Dear Alice,
I read that Zika is now in the U.S. Should I be afraid? Do I need to wear bug spray all the time now? I heard it may be spread by more than mosquitoes. The media reports are all over the place. What's the real deal, Alice?

Dear Reader,

All the buzz about a mosquito-borne disease can definitely feel confusing. To clear the air, here's the just-the-facts version of the Zika virus outbreak: Originally occurring in Africa, Asia, and the Pacific Islands, Zika virus arrived as the new kid on the block in the Americas in spring 2015. While the vast majority of these new cases are currently in South America, Central America, and the Caribbean, there have been cases reported in the United States primarly from people who contracted the virus while traveling to the U.S.'s southern neighbors.

  • The not-so-great news is that there will likely be more and more cases coming into the U.S. from travelers returning from affected areas, thus increasing the number of people becoming ill and the risk of person-to-person transmission in the U.S.
  • The good news is that Zika virus is a reportable disease in the U.S., which facilitates the ability to diagnose it and helps health experts track the transmission of the virus. This, in turn, helps decrease the chances of it spreading further. What's more, the Centers for Disease Control and Prevention (CDC) does not anticipate widespread transmission in the continental U.S.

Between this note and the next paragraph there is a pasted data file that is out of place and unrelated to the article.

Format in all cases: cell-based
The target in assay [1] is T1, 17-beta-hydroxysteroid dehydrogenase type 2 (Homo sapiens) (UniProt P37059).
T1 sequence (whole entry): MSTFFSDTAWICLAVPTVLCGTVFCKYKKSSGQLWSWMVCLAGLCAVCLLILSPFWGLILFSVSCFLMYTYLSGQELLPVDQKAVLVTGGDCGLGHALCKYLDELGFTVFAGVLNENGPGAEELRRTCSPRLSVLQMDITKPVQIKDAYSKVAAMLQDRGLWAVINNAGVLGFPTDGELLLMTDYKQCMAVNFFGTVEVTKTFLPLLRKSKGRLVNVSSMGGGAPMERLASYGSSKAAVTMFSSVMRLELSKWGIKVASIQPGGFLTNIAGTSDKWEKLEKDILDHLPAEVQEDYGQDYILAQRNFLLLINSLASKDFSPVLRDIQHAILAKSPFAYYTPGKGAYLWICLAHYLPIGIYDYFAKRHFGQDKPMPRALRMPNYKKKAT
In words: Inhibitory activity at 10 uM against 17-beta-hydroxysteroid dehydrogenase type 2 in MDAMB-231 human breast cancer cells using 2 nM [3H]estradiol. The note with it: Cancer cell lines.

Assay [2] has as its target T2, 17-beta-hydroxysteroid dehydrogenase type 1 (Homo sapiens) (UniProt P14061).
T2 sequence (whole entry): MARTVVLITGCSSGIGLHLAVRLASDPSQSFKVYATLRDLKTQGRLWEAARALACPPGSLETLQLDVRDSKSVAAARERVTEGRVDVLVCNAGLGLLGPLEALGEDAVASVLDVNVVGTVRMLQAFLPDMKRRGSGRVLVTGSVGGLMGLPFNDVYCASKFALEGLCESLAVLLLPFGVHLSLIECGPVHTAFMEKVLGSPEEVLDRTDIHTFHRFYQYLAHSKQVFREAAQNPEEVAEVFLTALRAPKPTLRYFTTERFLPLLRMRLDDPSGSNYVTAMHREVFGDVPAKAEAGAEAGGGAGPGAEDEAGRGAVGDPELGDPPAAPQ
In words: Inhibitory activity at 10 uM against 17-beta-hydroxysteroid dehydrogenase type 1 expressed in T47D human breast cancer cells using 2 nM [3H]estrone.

Kudos to you for asking for more info and clarity; it’s wise to learn more and to be prepared with prevention methods (which do include, but aren’t limited to, insect repellant). And, you’re right that mosquitoes are the most common vector (i.e., an organism that transmits disease) for Zika virus, but there are other ways it may be passed from person-to-person, so keep reading for more details. Beyond the news reports and what’s shared here though, there are some other great go-to resources when it comes to reliable information on infectious diseases.

Time to talk transmission: The primary way the virus is transmitted from one human to another is through bites from an aedes aegypti and albopictus mosquitos. But, that’s not the only way; it may also be passed from mothers to babies through pregnancy and birth, through semen during sex, and via blood transfusions (though a self-deferral process is being implemented for blood donors who have recently traveled to affected areas). In general, the groups at highest risk for contracting the virus are those who live in affected areas and those who frequently travel to areas where the virus is most common. Those who live in areas in the U.S. with lots of mosquitos and those whose (male) sexual partners may have been exposed to the virus are also at a higher risk of becoming infected.